Down with “stakeholders”

One of the dangers of working in sustainability is the tendency to absorb and over-use jargon. So it was with some delight this morning that I discovered a fantastic rant by Marina Hyde of the Guardian, railing against the use of the word “stakeholders” by the headhunters for the English Cricket Board.

Hyde points out that it’s not just language pedants who loathe “management-speak”. The BBC actually did a survey on the subject: “stakeholders” and “skillset” came up at the top of the list of detested phrases.

Why should such words be avoided? Because they dull language into sameness; because all too often, they are used lazily; most importantly, because they simply turn off lots of readers, even if they don’t quite know why they’re suddenly yawning. For communication to be effective, our writing needs to be fresh; without fresh and effective communication, we cannot do justice to the ideas we are trying to sell.

Using such words breaks two of George Orwell’s rules for good writing, outlined in his celebrated essay Politics and the English Language, rules which I reproduce below:

  1. Never use a metaphor, simile, or other figure of speech which you are used to seeing in print.
  2. Never use a long word where a short one will do.
  3. If it is possible to cut a word out, always cut it out.
  4. Never use the passive where you can use the active.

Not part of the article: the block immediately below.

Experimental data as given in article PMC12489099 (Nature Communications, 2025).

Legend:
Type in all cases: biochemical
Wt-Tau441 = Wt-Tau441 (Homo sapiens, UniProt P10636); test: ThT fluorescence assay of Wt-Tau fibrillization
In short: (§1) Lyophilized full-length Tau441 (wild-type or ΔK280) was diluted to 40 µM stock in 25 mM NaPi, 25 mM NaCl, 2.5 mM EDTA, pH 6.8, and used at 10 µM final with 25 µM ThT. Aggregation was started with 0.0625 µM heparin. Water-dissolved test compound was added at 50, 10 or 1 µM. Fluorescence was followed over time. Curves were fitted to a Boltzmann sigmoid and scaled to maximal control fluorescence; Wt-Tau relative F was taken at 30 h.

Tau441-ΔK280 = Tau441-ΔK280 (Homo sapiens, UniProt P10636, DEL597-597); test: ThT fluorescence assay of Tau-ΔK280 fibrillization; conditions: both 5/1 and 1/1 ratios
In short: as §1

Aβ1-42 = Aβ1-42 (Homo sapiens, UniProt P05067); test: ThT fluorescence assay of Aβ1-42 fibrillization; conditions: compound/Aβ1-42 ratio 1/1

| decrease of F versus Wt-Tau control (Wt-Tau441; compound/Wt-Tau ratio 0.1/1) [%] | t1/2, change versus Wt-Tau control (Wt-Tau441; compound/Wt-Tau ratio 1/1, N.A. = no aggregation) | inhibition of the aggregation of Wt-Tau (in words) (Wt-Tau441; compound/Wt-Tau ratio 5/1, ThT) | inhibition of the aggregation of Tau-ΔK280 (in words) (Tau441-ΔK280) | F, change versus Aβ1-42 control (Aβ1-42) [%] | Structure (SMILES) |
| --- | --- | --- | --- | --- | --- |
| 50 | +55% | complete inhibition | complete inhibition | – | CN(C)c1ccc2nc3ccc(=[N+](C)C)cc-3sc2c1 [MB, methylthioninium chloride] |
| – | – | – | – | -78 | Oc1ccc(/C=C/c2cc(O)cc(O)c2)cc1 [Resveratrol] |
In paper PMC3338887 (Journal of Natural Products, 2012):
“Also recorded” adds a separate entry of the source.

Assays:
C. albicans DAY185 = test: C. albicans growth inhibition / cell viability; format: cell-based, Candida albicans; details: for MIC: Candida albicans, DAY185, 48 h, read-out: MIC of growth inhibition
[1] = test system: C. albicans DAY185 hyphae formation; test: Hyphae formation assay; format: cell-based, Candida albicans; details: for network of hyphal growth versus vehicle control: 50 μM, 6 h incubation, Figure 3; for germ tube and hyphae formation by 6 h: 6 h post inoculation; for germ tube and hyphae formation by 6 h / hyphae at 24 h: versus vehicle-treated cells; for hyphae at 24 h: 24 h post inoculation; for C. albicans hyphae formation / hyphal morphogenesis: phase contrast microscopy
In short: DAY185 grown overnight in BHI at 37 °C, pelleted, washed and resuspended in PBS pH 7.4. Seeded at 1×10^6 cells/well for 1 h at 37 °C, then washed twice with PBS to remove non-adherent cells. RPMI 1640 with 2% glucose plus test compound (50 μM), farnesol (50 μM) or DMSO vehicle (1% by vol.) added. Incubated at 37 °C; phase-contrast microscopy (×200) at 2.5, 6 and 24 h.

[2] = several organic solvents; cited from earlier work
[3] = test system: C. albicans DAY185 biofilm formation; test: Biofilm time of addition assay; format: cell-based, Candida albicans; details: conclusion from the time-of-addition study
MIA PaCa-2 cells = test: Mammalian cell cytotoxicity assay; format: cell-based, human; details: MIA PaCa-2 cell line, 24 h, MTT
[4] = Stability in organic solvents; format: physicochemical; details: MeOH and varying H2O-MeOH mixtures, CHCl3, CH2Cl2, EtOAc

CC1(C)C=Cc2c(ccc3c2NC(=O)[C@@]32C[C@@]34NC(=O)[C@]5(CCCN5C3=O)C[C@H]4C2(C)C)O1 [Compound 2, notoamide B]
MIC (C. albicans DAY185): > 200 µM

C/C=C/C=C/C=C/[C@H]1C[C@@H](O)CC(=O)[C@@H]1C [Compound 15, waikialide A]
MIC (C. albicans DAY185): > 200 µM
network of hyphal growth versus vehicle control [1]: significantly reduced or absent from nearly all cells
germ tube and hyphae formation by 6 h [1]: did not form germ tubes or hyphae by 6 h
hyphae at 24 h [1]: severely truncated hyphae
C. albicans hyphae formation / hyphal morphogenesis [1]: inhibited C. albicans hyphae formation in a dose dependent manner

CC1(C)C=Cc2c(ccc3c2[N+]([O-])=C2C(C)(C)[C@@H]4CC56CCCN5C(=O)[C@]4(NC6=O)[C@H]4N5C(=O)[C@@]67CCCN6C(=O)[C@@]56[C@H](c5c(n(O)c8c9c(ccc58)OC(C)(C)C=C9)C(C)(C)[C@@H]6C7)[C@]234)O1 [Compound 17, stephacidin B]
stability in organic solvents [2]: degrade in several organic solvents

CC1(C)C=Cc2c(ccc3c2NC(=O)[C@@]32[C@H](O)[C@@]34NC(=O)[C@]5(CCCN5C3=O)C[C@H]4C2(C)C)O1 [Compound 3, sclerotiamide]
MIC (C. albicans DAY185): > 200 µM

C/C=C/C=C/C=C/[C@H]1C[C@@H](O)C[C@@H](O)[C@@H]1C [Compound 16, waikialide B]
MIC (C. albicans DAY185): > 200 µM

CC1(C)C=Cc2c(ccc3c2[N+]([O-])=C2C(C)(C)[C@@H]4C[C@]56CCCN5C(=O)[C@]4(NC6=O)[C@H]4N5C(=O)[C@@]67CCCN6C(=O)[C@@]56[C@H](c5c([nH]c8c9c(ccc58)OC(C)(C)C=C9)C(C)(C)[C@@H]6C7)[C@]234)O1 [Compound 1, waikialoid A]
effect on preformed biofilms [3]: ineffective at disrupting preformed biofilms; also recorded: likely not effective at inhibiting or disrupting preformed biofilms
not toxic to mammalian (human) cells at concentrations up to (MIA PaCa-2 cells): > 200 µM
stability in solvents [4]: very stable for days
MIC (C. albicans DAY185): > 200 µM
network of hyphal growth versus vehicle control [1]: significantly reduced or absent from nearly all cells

5. Never use a foreign phrase, a scientific word, or a jargon word if you can think of an everyday English equivalent.
  6. Break any of these rules sooner than say anything outright barbarous.
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About David

I am an environmental writer, journalist and speaker living in Cape Town, South Africa.
This entry was posted in About our work, General sustainability and tagged , . Bookmark the permalink.

One Response to Down with “stakeholders”

  1. Toni says:

    Completely agree – and its not just “management speak” that needs re-dressing, but also “legalese” and “medicalese” – conveniently designed to create distance between communicating parties; and then there is “facilitation/process work speak”. In the latter context, despite being fairly aptly descriptive for their intent, these favourites still manage to IRK me ….. “unpacking” and “parking”.

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